Table Bay as a lee shore – the grounding of the SELI 1 and other similar incidents

    by Ian Hunter (SA Weather Service)

    The bulk carrier SELI 1, carrying 30 000 tons of coal ran aground off Cape Town’s Sunset Beach late on Monday night 7 September 2009. Of much more concern than the coal is the fuel oil of which there is over 600 tons on board. Because of its viscosity bunker oil is capable of doing considerable harm to the marine ecosystem – Capetonians need only think back to the sinking of the TREASURE (June 2000).

    picture Ian Shiffman

    The old square-rigged sailing ships were unable to beat into the wind – even later versions had little chance of sailing very close to the wind. But a modern motor vessel that has lost all engine power – and finds itself on poor holding ground for the anchors to ‘bite’ into – is no better off. With a strong wind blowing onshore, it will find itself drifting steadily towards the beach (hopefully not rocks). Vessels such as passenger ships and car carriers are particularly vulnerable because of their high superstructure.

    The wind rose above is the July average from an automatic weather station located in the container berth (eastern side of the harbour – very badly located for SE’ly gales). Note the strong onshore wind components, mostly associated with incoming frontal troughs.

    Although the frequency of SE’lies increases significantly towards September, the NW’lies hold their own, particularly in a year where frontal activity remains unusually high.

    This vessel tracking services chart comes courtesy of MarineTraffic. The position of vessels carrying VTS are updated real-time. Thus this is the actual position of the Smit salvage tug SMIT AMANDLA standing by the casualty earlier on the morning of 11 September 2009. Unfortunately wave conditions deteriorated overnight. Soon after the grounding the deep sea significant wave height was in excess of 6m (~ SW’ly) – probably 3-4m in the Bay, due to wave refraction.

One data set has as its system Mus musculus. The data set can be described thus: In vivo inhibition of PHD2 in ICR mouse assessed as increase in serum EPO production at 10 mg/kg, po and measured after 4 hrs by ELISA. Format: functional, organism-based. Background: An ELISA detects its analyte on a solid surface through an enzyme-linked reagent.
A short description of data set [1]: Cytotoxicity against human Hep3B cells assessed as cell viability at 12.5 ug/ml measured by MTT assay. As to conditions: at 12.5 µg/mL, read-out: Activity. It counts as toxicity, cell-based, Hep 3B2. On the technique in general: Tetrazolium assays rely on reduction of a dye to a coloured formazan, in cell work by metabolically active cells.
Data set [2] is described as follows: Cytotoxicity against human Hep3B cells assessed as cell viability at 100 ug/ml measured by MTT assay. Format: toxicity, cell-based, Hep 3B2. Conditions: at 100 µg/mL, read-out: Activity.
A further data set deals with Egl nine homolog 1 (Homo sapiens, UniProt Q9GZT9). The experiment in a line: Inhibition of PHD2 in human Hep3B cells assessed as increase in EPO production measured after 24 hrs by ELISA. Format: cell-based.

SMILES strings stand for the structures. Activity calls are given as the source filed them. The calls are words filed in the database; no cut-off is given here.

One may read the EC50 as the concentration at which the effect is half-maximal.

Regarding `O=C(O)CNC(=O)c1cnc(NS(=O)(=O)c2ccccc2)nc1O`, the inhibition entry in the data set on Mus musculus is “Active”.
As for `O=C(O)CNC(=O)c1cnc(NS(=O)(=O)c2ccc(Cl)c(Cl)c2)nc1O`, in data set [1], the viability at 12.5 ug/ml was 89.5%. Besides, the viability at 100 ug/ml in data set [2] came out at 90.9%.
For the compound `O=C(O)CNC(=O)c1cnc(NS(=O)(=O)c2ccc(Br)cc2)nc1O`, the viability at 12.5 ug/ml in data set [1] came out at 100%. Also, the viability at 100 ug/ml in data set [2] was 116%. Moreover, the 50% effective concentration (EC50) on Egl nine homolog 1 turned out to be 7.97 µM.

The bones of dozens (hundreds ?) of vessels are scattered along the west coast of the Cape Peninsula. A popular dive site is the wreck of the RMS ATHENS. This sail/ steam ship combination dates back all of 144 years (!) – to the “Great Gale” of 1865. Many other vessels were driven ashore in the same (NW’ly) storm.

    Another category of grounding is the case where a vessel is under tow, the cable snaps in adverse weather – and the tug is unable to reconnect. The BOSS 400, southwest of Oudeschip is a typical example. This was a particularly intense frontal system (by comparison the event earlier this week was not that extreme : sustained wind speeds in the Bay did not remain above gale force for more than a few hours).

    Perhaps there is a (partial) solution to the problem of a ship drifting helpless onto a lee shore :

    These sail-assisted merchant ships have been a reality for a few years now, with fuel savings of up to 35% being claimed. But of more significance in this particular case is the fact that the kite is apparently able to tow a vessel upwind. Well, within 50° of the eye of the wind. Probably not much help when you’re already well into a semi-enclosed bay. But certainly a possible life-saver if the vessel is still well offshore – or where the coastline is fairly straight and the wind angled to the coastline.

    Transnet says it is ‘saddened’ by Sipho Maseko’s decision to withdraw as a candidate for group CE

    Transnet says in a statement that it regrets but understands the decision of Mr Sipho Maseko not to stand as a candidate for Group Chief Executive of Transnet.

    Maseko, who currently holds the position of CEO with oil company BP Africa announced last week that he was withdrawing his name as a result of the continuing furore concerning the suspension of Transnet Freight Rail Chief Executive, Siyabonga Gama. Maseko was Transnet’s preferred choice to replace Ms Maria Ramos who left the company earlier this year.

    Gama, who previously led the port administration within Transnet and more recently as CEO of Transnet Freight rail, was also regarded as a candidate with strong labour support as well as from certain sectors within the ANC government, although the Transnet Board did not appear to have shortlisted him in the list submitted to the minister.

    “We confirm that Mr Sipho Maseko has indicated to us that, in view of the furore that has apparently been triggered by an internal disciplinary process initiated in relation to the chief executive of one of Transnet’s operating divisions, he would under these circumstances no longer be available as the preferred candidate for the vacant position of the Group CE at Transnet Limited,” Transnet said in its statement.

    While saying it was saddened, Transnet added that it empathised with his reasons for doing so and wished him well in his future endeavours.

    “It is important to point out that we understand fully the frustrations brought about by the delay in the selection process. However, we are doing all we can to ensure that the matter is speedily resolved.